This is not good…
At the exact time of year when it should be cashing in and getting well, what’s left of alternative newsweekly the Pitch is hanging on by the skin of its teeth. Even in its hazy, early days when I ran the show, we’d turn out 56 page issues during the all-important fourth quarter. Now, instead of flirting with 80 to 100 pages issues, it’s barely choking out 40.
This during the time of the year retailers and media count on to make ends meet.
And while good things have been said about the Pitch Web site, print is where the paychecks come from.
The questions being, how long will advertisers put up with single-story issues? And if the best the Pitch can muster is 40 pages in the 4th quarter, how low might it go come January when advertisers traditionally pull back?
Even the Star was able to avert end-of-year layoffs (despite a steep drop in 3rd quarter corporate earnings) owing in part to stepped-up advertising by retailers expecting a huger holiday. Meanwhile the Pitch is choking out issues with scarcely a single feature story.
When new owner SouthComm took over last spring, the Pitch fielded four staff writers, three of which are now gone. The main three one might argue; Nadia Plaum, David Martin and Peter "Dead Eye" Rugg.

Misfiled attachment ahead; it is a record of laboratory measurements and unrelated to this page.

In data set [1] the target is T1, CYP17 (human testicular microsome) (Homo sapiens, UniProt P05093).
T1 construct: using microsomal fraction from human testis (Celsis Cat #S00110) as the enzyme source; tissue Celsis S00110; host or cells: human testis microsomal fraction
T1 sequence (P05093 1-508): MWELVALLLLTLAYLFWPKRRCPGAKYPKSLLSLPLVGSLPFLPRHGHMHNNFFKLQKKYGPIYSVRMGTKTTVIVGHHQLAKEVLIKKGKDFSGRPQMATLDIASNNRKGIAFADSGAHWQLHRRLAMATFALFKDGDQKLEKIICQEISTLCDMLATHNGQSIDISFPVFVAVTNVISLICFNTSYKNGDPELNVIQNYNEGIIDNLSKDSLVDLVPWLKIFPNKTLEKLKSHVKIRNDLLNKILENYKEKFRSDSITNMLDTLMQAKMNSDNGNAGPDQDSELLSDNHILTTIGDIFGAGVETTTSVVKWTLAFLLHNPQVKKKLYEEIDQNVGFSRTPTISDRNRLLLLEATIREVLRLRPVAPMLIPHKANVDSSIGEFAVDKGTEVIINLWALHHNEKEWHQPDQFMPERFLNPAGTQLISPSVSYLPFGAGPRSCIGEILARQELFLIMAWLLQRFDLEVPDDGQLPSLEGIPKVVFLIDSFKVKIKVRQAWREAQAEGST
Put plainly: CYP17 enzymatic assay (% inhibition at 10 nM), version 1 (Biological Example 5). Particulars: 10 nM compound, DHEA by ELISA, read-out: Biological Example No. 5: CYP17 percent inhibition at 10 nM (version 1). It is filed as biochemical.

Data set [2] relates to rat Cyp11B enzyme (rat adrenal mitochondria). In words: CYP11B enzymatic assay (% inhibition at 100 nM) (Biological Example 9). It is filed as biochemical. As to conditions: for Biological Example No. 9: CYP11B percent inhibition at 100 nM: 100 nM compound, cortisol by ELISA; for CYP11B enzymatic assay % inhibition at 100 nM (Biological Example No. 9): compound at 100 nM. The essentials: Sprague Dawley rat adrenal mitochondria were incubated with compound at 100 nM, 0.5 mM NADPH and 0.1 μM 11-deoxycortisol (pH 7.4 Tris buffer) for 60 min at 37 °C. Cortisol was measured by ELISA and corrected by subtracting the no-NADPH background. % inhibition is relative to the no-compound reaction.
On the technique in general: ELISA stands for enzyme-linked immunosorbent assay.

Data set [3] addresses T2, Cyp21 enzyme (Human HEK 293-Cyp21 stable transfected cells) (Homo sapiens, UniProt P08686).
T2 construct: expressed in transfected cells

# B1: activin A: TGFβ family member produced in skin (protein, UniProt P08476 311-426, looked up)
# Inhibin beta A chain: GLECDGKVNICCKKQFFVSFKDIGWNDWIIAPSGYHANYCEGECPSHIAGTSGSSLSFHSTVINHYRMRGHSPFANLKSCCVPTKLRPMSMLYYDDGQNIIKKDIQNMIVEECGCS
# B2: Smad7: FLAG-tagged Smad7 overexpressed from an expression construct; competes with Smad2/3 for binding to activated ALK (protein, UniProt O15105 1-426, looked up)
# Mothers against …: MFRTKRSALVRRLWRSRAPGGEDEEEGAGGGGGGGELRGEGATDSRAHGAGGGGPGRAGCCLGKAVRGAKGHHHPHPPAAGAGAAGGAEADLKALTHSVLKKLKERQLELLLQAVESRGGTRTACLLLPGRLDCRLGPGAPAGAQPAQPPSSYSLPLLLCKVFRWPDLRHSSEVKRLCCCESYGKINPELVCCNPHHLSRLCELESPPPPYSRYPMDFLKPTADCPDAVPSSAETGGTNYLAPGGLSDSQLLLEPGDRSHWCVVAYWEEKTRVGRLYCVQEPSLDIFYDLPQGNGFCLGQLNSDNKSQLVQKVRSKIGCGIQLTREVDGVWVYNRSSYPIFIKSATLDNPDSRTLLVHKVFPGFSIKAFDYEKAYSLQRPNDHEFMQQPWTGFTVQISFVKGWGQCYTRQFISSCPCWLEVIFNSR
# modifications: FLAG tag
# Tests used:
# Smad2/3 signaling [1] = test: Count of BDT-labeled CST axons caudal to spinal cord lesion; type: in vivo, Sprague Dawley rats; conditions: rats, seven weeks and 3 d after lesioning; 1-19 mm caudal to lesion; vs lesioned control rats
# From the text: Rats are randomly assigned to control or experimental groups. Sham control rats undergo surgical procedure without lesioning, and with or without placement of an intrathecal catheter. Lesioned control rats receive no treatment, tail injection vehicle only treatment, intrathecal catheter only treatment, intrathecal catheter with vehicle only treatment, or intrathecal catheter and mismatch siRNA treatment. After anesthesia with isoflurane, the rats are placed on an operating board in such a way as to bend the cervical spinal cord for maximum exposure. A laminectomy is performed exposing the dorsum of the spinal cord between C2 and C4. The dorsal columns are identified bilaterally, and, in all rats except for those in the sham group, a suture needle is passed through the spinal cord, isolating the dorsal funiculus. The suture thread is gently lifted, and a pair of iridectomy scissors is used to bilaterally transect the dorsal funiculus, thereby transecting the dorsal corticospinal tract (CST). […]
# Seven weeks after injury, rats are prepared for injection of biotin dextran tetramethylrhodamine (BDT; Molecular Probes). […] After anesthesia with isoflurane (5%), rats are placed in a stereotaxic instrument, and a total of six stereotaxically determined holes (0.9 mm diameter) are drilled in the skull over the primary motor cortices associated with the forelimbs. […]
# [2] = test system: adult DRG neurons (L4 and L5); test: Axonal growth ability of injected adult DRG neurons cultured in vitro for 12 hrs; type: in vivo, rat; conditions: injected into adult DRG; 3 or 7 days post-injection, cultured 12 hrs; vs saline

And while it’s refreshing to be rid of the generic, aging-hippie approach to feature writing that long plagued the Pitch, unfortunately the road it’s headed down now appears closer to that of vaccuous weekly Ink.
Which by the way is eating the Pitch’s lunch at 62 pages versus 40.
Not only is the Pitch short-hitting readers in story content, its column content falls well short of what it was putting out in the early 90s even. No sports, no theater, no art, no horoscopes. It’s pretty much down to food and movies.
Speaking of which…
So short-handed is the Pitch its movie reviews are being written by editor Scott Wilson.
While that’s not as outlandish as were Star editor Mike Fannin‘s to bat for Robert Butler, it’s an indication that massive layoffs and dramatically reduced revenues have resulted in all-hands-on-deck.
Which is doubly worrisome given the Pitch appears unable to participate in the robust retail climate benefiting other local media. Because when you get right down to it, does anybody really want Kansas City’s alternative paper of record to be Ink?
How sad and embarrassing would that be?